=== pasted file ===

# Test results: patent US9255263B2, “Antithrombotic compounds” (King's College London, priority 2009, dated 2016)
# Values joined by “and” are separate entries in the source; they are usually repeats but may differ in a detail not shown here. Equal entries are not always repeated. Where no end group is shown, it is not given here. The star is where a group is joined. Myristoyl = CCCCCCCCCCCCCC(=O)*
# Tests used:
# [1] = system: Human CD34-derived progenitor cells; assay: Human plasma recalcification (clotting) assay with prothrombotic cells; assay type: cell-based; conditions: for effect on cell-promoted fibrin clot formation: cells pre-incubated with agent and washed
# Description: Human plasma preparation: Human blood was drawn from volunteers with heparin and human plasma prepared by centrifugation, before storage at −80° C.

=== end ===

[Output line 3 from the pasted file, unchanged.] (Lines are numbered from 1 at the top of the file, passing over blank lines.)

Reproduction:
# Tests used: